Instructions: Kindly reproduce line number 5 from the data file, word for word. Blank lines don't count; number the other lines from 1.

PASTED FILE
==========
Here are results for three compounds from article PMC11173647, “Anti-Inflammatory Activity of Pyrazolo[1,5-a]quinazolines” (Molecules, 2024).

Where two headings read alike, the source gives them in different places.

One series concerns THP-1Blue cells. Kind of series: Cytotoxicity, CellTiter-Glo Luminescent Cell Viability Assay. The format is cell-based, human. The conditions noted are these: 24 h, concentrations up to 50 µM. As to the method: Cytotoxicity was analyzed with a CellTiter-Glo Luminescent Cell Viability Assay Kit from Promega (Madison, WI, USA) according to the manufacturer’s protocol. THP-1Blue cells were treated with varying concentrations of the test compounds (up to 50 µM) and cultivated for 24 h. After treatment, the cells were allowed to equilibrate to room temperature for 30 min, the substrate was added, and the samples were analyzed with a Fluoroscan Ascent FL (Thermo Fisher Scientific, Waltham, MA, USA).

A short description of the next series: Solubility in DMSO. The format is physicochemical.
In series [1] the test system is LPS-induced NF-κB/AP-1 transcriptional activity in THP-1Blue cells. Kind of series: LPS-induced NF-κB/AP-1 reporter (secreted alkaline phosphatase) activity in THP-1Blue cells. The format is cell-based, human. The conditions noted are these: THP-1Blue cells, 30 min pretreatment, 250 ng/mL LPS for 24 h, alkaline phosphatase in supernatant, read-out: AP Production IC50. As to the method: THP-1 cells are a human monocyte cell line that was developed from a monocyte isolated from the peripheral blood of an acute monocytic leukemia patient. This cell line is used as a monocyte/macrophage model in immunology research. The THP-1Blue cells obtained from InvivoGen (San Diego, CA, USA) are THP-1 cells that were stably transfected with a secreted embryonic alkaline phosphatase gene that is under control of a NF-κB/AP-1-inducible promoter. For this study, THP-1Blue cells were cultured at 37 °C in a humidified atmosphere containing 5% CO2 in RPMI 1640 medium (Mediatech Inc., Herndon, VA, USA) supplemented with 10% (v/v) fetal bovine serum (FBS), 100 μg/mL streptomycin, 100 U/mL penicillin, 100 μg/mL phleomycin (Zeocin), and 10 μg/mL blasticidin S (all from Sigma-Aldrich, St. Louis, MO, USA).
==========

In series [1] the test system is LPS-induced NF-κB/AP-1 transcriptional activity in THP-1Blue cells. Kind of series: LPS-induced NF-κB/AP-1 reporter (secreted alkaline phosphatase) activity in THP-1Blue cells. The format is cell-based, human. The conditions noted are these: THP-1Blue cells, 30 min pretreatment, 250 ng/mL LPS for 24 h, alkaline phosphatase in supernatant, read-out: AP Production IC50. As to the method: THP-1 cells are a human monocyte cell line that was developed from a monocyte isolated from the peripheral blood of an acute monocytic leukemia patient. This cell line is used as a monocyte/macrophage model in immunology research. The THP-1Blue cells obtained from InvivoGen (San Diego, CA, USA) are THP-1 cells that were stably transfected with a secreted embryonic alkaline phosphatase gene that is under control of a NF-κB/AP-1-inducible promoter. For this study, THP-1Blue cells were cultured at 37 °C in a humidified atmosphere containing 5% CO2 in RPMI 1640 medium (Mediatech Inc., Herndon, VA, USA) supplemented with 10% (v/v) fetal bovine serum (FBS), 100 μg/mL streptomycin, 100 U/mL penicillin, 100 μg/mL phleomycin (Zeocin), and 10 μg/mL blasticidin S (all from Sigma-Aldrich, St. Louis, MO, USA).